People often refer to their neighborhood coffee shop as a “home away from home,” a space that functions as a conference room, a second office, and a place to unwind at the end of the day. For Nobuka Yuba, however, the neighborhood coffee shop is her home, no more than a brief hop into the living room. A freelance stylist whose work often features coffee, it makes sense that Nobuka would want the Yokohama, Japan home she shares with her husband Ryuji to draw inspiration from the enlivening beverage that she loves. Given the rare opportunity to design the floor plan for their apartment prior to construction, Nobuka was able to bring all of the comforts of a café into her home, filling the space with various nods to coffee culture—collections of espresso cups, an industrial cafe table, and even a light fixture in the shape of a porcelain teapot. With tons of natural light and dazzling views of the Yokohama skyline, one would be hard-pressed to find reason to leave! —Max
Image above: The main living space is a kitchen/dining/living combination. The brick wall was salvaged from an old British castle. The couple’s dog, Coro, sits on the couch. “The room has many spots to enjoy coffee as we like,” Nobuka says, “that is why we and Coro love staying in this room.”
Image above: The kitchenette. Vintage dining chairs from Denmark. The counter features a coffee grinder produced by the Japanese company Fuji Royal, a custom design created for a regional café.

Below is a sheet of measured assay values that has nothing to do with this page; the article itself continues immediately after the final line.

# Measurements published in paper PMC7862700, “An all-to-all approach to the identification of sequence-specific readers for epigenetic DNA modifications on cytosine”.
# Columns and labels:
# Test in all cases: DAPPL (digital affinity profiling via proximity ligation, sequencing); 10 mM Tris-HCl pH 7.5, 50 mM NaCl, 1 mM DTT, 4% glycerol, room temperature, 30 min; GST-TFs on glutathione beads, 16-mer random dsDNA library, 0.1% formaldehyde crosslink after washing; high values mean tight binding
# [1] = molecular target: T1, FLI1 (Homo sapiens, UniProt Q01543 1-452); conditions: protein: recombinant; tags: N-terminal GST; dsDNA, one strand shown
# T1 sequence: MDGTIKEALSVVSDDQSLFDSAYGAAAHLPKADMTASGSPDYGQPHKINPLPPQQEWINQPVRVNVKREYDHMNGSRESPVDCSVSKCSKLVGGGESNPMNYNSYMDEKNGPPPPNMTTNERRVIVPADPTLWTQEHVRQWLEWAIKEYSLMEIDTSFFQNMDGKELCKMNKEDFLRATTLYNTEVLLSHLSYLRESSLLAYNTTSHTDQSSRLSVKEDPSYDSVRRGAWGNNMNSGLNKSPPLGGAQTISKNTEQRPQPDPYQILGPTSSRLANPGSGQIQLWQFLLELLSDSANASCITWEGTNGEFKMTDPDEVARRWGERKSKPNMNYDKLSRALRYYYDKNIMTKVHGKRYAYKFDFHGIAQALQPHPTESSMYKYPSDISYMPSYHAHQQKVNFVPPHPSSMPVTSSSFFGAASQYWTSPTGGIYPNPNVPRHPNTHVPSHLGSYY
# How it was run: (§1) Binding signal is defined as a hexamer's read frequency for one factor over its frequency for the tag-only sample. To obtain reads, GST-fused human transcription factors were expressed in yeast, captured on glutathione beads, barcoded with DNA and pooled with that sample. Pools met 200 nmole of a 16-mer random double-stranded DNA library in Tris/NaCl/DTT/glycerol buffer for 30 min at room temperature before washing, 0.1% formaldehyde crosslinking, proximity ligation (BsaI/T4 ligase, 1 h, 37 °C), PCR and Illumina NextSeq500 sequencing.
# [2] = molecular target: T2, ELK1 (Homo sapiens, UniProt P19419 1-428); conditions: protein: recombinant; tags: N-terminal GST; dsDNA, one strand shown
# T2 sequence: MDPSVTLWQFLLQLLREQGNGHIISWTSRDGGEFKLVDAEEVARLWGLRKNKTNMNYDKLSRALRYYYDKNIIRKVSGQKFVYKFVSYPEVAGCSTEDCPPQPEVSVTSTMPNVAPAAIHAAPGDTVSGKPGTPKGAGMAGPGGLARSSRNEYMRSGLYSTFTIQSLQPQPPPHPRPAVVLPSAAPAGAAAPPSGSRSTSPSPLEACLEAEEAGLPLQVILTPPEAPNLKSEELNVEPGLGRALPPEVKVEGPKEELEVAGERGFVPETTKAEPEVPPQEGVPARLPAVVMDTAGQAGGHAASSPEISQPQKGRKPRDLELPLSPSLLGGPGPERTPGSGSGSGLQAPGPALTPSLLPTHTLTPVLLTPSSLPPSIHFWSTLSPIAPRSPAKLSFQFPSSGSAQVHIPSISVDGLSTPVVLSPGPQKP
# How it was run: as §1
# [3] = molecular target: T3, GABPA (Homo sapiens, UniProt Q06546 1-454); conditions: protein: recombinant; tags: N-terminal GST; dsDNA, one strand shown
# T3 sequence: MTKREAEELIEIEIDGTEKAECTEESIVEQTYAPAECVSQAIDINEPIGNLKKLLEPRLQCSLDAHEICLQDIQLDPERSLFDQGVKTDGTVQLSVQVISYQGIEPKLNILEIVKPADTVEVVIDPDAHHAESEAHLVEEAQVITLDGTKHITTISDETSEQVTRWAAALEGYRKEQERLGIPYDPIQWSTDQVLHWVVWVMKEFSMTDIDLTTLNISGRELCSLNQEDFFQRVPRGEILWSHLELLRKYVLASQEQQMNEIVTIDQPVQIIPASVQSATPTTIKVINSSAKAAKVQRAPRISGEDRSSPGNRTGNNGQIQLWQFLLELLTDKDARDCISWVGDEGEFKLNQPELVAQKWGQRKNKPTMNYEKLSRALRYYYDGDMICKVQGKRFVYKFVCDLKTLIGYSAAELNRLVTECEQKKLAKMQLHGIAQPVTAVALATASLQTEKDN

Image above: An alternate angle of the living room. Vintage wooden planter produced in Denmark in the 1950s. Sofa and lamp shade from Bo Concept.
Image above: The coffee station. Nobuka repurposed gardening containers as holders for all manner of coffee-making supplies. The coffee grinder and espresso machine are both produced by Ascaso, one of the oldest most esteemed coffee appliance companies in Spain.
Image above: A pendant light in the shape of a teapot, produced by London’s Conran Shop.
Image above: A reproduction Newgate clock hangs above a collection of espresso cups, collected over time throughout Nobuka’s former career as a flight attendant.
Image above: The home office features a metal café table and an in-room window, something that was custom-made to bring natural light into the space. “Thanks to it, we can see the sea from the window and a soft, refreshing breeze blows into the room,” Nobuka says. “Of course, coffee and snacks are usually served through this window.”
Image above: The bedroom. Poster by Swedish designer Elisabeth Dunker. The framed image to the right was cut from a Marimekko catalogue.
Image above: A vintage Bureau sits opposite the bed. Two vintage egg holders are used to hold jewelry. Poster by Elisabeth Dunker.